Mr. Becker stated, as a personal view, that we should separate the problem of control of orbiting objects from the broader question of disarmament. He saw as a possibly useful precedent the approach developed by Ambassador Daniels in connection with the Antarctic. This problem was being handled outside the United Nations framework, away from the veto. Following this approach, the nations having a capability of launching an orbiting object could agree to forego military uses of these objects, holding the information gained from them in trust for the nations of the world.

Sir Leslie pointed out that an effort established on this basis could he related to the UN system without running into the veto problem, mentioning the IAEA as a successful example. An international organization or group could, he suggested, develop a system of advance notification and registration of orbiting flights.

The Under Secretary said that we were devoting considerable thought to a range of alternative ways of dealing with outer space control and cooperation. We were trying to get the best possible scientific advice available to us before we decided on a specific program.

Sir Leslie emphasized the need to treat the problem with urgency so that technical developments did not outdistance our capacity to deal with them politically. He hoped that he would be able to keep in touch with the Department so that his activities would be, insofar as possible, consistent with our views. He reiterated that the 13th General Assembly would be upon us before we knew it, and that we must soon know where we are going. If our proposal was to be a limited one—for example, dealing only with orbiting objects—it might be wise to consider convening an international conference before this next Assembly, where we would have less control over the direction the discussions might take.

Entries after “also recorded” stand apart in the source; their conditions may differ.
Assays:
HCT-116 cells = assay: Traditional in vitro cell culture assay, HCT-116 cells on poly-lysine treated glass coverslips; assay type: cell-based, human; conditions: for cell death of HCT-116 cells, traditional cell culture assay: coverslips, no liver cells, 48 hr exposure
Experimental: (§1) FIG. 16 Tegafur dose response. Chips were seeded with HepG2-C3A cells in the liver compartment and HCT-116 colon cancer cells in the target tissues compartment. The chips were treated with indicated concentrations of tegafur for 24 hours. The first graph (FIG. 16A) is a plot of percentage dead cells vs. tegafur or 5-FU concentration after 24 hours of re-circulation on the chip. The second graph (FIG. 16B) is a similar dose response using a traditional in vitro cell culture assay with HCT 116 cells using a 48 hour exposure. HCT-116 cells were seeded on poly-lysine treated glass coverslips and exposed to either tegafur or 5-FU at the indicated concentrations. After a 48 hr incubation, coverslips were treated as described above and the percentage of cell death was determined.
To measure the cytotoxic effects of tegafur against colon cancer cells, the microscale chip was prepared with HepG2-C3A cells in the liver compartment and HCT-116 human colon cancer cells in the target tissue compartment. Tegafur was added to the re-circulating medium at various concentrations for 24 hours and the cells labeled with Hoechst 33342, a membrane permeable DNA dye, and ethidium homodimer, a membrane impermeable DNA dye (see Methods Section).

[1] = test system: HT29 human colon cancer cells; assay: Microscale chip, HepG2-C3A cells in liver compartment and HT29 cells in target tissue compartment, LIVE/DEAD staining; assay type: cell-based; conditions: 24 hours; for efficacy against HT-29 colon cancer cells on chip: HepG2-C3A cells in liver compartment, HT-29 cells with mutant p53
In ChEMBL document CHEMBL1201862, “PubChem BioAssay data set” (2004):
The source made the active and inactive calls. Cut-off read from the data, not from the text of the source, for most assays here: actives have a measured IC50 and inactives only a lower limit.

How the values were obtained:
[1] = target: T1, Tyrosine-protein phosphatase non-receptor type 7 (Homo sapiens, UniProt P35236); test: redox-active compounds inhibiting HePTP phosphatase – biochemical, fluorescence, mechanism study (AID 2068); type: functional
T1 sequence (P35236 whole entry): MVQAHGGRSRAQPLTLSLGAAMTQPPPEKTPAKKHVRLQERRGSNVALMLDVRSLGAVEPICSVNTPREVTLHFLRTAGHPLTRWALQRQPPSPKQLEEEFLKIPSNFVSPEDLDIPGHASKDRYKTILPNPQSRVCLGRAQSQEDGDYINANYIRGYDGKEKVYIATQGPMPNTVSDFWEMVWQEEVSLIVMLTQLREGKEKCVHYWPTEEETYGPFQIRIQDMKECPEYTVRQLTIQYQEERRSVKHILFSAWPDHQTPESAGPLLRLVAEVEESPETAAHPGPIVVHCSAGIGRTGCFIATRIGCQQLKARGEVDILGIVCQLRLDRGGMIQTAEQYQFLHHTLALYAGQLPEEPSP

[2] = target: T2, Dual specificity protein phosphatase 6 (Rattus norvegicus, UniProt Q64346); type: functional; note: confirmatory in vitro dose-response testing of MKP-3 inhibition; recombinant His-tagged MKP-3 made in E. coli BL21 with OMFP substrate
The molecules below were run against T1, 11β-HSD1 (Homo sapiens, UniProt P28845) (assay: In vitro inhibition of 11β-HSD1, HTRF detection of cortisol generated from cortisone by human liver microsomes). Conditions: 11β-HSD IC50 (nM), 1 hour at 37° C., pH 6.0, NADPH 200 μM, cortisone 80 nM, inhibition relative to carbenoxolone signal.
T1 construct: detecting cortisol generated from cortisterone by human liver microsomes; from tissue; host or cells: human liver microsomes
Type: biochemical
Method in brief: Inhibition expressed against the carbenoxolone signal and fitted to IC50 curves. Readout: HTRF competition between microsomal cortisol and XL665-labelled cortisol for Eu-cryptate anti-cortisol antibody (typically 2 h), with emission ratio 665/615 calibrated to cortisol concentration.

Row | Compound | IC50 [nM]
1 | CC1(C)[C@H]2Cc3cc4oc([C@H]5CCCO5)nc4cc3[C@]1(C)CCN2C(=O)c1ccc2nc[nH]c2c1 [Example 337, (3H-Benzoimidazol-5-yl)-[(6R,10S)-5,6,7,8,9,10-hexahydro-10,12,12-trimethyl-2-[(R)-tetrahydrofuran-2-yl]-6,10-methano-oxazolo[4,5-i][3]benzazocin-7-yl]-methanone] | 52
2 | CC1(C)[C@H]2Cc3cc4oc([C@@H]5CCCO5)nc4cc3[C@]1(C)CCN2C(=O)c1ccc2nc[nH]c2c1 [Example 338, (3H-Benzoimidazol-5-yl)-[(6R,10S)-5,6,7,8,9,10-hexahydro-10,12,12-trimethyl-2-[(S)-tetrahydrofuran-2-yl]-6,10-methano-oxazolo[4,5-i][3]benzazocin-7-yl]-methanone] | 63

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Mr. Becker observed that the problem of classification might make it difficult to deal meaningfully with outer space control at an unrestricted international conference. Private negotiations might allow more progress to be made.

Sir Leslie expressed his appreciation for this opportunity to canvass the subject. He stressed, in closing, that there was a great sense of confusion about what to do about this problem. People were groping for answers and ideas. The only certainty was that the issue would be debated in public with increasing vigor. The USSR had captured the initiative with its new proposal:4 its request for a new agenda item on outer space, together with the text of its proposal, had been circulated to every member of the United Nations as an official document. The Western powers must be prepared to move soon with new and specific ideas. He was ready to help in floating any suggestions which may merit attention, and would be prepared to discuss the matter with Mr. Herter before taking any independent action.

  1. Source: Department of State, Central Files, 701.022/3–2058. Confidential. Drafted and initialed by Spiers and approved by Herter.
  2. For texts of Dulles’ speech, January 16, and Eisenhower’s letter, see American Foreign Policy: Current Documents, 1958, pp. 713–730.
  3. Not further identified.
  4. For text of the Soviet memorandum to the U.N. Secretary-General, March 15, on cosmic space, see U.N. doc. A3818.